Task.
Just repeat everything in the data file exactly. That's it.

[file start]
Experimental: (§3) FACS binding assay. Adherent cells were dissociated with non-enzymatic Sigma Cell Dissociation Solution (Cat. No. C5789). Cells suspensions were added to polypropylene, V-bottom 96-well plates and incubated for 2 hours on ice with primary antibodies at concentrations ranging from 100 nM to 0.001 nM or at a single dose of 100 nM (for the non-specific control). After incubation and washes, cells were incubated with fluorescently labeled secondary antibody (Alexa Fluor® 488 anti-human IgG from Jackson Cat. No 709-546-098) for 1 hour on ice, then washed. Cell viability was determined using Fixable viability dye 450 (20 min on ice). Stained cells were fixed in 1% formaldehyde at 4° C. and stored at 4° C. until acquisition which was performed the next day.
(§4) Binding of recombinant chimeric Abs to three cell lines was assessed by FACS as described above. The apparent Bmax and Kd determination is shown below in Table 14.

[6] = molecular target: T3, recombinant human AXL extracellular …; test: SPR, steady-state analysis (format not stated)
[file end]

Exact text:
Experimental: (§3) FACS binding assay. Adherent cells were dissociated with non-enzymatic Sigma Cell Dissociation Solution (Cat. No. C5789). Cells suspensions were added to polypropylene, V-bottom 96-well plates and incubated for 2 hours on ice with primary antibodies at concentrations ranging from 100 nM to 0.001 nM or at a single dose of 100 nM (for the non-specific control). After incubation and washes, cells were incubated with fluorescently labeled secondary antibody (Alexa Fluor® 488 anti-human IgG from Jackson Cat. No 709-546-098) for 1 hour on ice, then washed. Cell viability was determined using Fixable viability dye 450 (20 min on ice). Stained cells were fixed in 1% formaldehyde at 4° C. and stored at 4° C. until acquisition which was performed the next day.
(§4) Binding of recombinant chimeric Abs to three cell lines was assessed by FACS as described above. The apparent Bmax and Kd determination is shown below in Table 14.

[6] = molecular target: T3, recombinant human AXL extracellular …; test: SPR, steady-state analysis (format not stated)